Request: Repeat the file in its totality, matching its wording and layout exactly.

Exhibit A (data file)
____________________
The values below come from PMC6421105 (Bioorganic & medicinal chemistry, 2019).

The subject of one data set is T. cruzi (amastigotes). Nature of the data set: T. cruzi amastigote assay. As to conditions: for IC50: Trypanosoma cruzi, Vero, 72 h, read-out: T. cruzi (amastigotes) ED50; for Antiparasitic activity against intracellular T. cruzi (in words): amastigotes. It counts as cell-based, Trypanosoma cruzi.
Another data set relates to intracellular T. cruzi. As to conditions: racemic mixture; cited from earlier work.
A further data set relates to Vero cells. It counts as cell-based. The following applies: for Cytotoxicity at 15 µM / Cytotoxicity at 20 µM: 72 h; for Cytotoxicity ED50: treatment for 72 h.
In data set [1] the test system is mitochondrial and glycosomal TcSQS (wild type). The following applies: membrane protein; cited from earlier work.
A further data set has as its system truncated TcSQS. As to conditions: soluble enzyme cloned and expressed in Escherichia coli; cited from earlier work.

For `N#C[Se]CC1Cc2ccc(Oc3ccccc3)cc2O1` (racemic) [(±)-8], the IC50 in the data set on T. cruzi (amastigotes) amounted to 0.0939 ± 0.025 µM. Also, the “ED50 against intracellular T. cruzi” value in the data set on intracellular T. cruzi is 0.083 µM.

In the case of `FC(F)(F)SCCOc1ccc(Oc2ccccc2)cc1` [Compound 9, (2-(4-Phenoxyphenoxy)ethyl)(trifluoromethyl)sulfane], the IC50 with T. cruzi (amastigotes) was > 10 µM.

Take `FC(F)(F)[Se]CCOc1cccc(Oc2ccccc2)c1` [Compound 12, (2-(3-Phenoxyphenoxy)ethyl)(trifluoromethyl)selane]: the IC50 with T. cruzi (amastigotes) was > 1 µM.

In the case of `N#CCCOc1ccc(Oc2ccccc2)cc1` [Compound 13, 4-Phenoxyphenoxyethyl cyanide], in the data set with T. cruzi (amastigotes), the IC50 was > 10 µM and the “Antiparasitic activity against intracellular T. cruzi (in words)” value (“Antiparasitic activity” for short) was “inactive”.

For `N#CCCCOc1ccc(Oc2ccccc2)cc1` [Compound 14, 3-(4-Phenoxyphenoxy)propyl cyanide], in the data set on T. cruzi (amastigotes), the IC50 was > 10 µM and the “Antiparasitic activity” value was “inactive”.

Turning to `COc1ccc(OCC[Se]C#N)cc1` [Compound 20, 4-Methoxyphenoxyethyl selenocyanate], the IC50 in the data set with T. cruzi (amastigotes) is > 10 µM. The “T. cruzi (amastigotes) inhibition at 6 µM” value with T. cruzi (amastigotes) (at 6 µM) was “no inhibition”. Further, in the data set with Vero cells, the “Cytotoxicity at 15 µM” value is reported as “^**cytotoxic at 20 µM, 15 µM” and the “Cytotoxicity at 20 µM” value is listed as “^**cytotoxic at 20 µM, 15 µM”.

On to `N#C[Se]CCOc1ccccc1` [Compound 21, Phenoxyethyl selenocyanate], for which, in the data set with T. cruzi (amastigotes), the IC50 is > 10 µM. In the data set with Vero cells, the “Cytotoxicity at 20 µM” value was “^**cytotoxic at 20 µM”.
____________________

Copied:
The values below come from PMC6421105 (Bioorganic & medicinal chemistry, 2019).

The subject of one data set is T. cruzi (amastigotes). Nature of the data set: T. cruzi amastigote assay. As to conditions: for IC50: Trypanosoma cruzi, Vero, 72 h, read-out: T. cruzi (amastigotes) ED50; for Antiparasitic activity against intracellular T. cruzi (in words): amastigotes. It counts as cell-based, Trypanosoma cruzi.
Another data set relates to intracellular T. cruzi. As to conditions: racemic mixture; cited from earlier work.
A further data set relates to Vero cells. It counts as cell-based. The following applies: for Cytotoxicity at 15 µM / Cytotoxicity at 20 µM: 72 h; for Cytotoxicity ED50: treatment for 72 h.
In data set [1] the test system is mitochondrial and glycosomal TcSQS (wild type). The following applies: membrane protein; cited from earlier work.
A further data set has as its system truncated TcSQS. As to conditions: soluble enzyme cloned and expressed in Escherichia coli; cited from earlier work.

For `N#C[Se]CC1Cc2ccc(Oc3ccccc3)cc2O1` (racemic) [(±)-8], the IC50 in the data set on T. cruzi (amastigotes) amounted to 0.0939 ± 0.025 µM. Also, the “ED50 against intracellular T. cruzi” value in the data set on intracellular T. cruzi is 0.083 µM.

In the case of `FC(F)(F)SCCOc1ccc(Oc2ccccc2)cc1` [Compound 9, (2-(4-Phenoxyphenoxy)ethyl)(trifluoromethyl)sulfane], the IC50 with T. cruzi (amastigotes) was > 10 µM.

Take `FC(F)(F)[Se]CCOc1cccc(Oc2ccccc2)c1` [Compound 12, (2-(3-Phenoxyphenoxy)ethyl)(trifluoromethyl)selane]: the IC50 with T. cruzi (amastigotes) was > 1 µM.

In the case of `N#CCCOc1ccc(Oc2ccccc2)cc1` [Compound 13, 4-Phenoxyphenoxyethyl cyanide], in the data set with T. cruzi (amastigotes), the IC50 was > 10 µM and the “Antiparasitic activity against intracellular T. cruzi (in words)” value (“Antiparasitic activity” for short) was “inactive”.

For `N#CCCCOc1ccc(Oc2ccccc2)cc1` [Compound 14, 3-(4-Phenoxyphenoxy)propyl cyanide], in the data set on T. cruzi (amastigotes), the IC50 was > 10 µM and the “Antiparasitic activity” value was “inactive”.

Turning to `COc1ccc(OCC[Se]C#N)cc1` [Compound 20, 4-Methoxyphenoxyethyl selenocyanate], the IC50 in the data set with T. cruzi (amastigotes) is > 10 µM. The “T. cruzi (amastigotes) inhibition at 6 µM” value with T. cruzi (amastigotes) (at 6 µM) was “no inhibition”. Further, in the data set with Vero cells, the “Cytotoxicity at 15 µM” value is reported as “^**cytotoxic at 20 µM, 15 µM” and the “Cytotoxicity at 20 µM” value is listed as “^**cytotoxic at 20 µM, 15 µM”.

On to `N#C[Se]CCOc1ccccc1` [Compound 21, Phenoxyethyl selenocyanate], for which, in the data set with T. cruzi (amastigotes), the IC50 is > 10 µM. In the data set with Vero cells, the “Cytotoxicity at 20 µM” value was “^**cytotoxic at 20 µM”.